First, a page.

While the foregoing procedure has been described in the context of positioning a two-dimensional object, it can be readily applied to a variety of different situations. For example, it can be used with any number of dimensions, for lines, rectangles, cubes, etc. Furthermore, it can be applied to objects of any shape, not just those having a rectilinear shape.
From the foregoing, it can be seen that the present invention provides a mechanism that permits a user to maintain a desired configuration of objects in a user interface, regardless of changes in the size and/or resolution of a display device. For those situations in which a portion of an object of interest may became obscured from view as a result of change in the display device or the like, the procedure of the present invention ensures that at least a minimum amount of the object remains on the desktop, to provide the user with access to the full functionality represented by the object. Furthermore, even if the object remains completely within view upon a change of display parameters, the present invention functions to maintain the object at a position designated by the user.
It will be appreciated by those of ordinary skill in the art that the present invention can be embodied in other specific forms without departing from the spirit or essential characteristics, thereof. The presently disclosed embodiments are considered in all respects to be illustrative, and not restrictive. The scope of the invention is indicated by the appended claims, rather than the foregoing description, and all changes that come within the meaning and range of equivalence thereof are intended to be embraced therein.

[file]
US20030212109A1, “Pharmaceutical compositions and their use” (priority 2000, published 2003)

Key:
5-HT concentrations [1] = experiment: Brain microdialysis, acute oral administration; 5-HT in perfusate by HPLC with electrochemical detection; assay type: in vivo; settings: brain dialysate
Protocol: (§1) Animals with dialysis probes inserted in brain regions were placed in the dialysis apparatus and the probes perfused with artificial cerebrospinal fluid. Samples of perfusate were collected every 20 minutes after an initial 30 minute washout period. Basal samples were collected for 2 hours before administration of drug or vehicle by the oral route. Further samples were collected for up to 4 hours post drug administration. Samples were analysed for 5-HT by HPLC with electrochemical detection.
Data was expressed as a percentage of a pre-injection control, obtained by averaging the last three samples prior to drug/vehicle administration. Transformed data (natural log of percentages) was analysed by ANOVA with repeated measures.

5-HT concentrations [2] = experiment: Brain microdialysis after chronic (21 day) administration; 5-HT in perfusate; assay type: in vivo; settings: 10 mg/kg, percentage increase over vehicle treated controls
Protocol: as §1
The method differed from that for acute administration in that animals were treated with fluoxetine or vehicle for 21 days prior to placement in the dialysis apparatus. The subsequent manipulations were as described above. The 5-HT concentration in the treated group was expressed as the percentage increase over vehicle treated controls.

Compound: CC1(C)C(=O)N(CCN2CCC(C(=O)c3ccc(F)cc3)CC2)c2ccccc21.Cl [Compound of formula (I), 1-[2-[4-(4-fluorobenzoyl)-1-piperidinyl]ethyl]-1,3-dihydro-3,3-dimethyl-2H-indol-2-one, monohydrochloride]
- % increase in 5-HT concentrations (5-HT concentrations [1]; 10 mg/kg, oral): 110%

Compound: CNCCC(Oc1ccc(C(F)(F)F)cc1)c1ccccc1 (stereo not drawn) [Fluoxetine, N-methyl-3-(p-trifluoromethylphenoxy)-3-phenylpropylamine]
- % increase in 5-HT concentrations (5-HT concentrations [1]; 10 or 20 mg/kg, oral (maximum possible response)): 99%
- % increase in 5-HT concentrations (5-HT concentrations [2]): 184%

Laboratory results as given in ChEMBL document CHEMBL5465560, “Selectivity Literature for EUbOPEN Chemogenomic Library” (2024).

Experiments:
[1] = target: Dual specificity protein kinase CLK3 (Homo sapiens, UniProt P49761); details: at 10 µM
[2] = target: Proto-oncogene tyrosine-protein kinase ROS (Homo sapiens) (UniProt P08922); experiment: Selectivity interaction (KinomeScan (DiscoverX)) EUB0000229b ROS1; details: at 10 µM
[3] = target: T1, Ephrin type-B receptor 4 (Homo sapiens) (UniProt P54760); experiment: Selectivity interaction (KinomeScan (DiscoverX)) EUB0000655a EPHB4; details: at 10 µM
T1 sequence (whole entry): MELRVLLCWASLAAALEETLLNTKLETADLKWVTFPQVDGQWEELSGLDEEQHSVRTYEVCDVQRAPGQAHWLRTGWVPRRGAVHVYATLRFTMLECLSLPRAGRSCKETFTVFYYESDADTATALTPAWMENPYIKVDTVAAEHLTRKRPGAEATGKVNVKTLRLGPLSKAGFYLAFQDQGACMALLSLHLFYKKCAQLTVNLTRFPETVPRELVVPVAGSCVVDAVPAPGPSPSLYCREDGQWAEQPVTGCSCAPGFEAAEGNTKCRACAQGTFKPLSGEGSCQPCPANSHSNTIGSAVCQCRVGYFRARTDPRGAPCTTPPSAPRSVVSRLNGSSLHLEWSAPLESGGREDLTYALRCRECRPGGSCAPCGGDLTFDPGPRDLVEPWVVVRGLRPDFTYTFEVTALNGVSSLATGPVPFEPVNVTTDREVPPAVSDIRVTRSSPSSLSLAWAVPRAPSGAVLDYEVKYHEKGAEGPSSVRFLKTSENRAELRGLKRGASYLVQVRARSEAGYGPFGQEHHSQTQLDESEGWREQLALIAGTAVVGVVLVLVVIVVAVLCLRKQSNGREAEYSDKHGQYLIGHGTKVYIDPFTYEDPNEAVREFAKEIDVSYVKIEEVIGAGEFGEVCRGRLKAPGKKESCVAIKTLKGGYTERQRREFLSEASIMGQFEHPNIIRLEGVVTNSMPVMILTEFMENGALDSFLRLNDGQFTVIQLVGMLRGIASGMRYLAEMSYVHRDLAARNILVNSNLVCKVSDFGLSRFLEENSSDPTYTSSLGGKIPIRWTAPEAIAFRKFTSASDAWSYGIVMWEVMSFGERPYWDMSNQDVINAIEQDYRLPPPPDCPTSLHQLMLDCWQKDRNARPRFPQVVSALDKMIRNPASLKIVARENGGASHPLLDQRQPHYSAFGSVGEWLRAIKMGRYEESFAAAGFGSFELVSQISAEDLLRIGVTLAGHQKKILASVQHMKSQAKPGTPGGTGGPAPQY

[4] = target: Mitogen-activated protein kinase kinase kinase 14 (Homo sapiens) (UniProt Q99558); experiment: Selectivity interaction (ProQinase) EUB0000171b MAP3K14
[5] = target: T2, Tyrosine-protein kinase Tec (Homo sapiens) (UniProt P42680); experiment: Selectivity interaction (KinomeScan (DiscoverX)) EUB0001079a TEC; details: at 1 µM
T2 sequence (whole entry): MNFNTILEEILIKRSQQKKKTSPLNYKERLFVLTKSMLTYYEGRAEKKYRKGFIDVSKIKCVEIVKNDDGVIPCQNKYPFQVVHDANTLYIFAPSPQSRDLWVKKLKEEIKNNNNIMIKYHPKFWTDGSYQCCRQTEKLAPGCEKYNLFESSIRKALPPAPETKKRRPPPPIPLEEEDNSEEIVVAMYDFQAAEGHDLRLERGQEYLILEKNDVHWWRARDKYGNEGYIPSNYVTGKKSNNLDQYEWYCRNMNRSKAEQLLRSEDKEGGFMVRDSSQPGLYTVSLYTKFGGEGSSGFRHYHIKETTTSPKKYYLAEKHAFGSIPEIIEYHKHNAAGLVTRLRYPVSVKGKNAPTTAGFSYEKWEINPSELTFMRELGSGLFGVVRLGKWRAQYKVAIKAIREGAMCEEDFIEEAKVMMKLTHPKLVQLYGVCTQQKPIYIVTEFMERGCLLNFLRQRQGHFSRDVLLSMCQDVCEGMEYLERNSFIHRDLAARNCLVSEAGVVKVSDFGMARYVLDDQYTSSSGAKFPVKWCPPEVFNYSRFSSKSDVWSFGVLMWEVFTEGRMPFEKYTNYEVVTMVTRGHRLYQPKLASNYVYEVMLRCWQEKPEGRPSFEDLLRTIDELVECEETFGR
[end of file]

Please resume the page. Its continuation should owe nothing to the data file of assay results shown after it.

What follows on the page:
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|U.S. Classification||715/788, 715/781, 715/798, 715/800|
|International Classification||G06F3/00, G06F3/048, G06F3/033, G09G5/14|
|Cooperative Classification||G09G5/14, G06F3/0481|
|European Classification||G06F3/0481, G09G5/14|
|Apr 24, 2007||AS||Assignment|
Owner name: APPLE INC.,CALIFORNIA
Free format text: CHANGE OF NAME;ASSIGNOR:APPLE COMPUTER, INC.;REEL/FRAME:019235/0583
Effective date: 20070109
|May 27, 2010||FPAY||Fee payment|
Year of fee payment: 4
|May 28, 2014||FPAY||Fee payment|
Year of fee payment: 8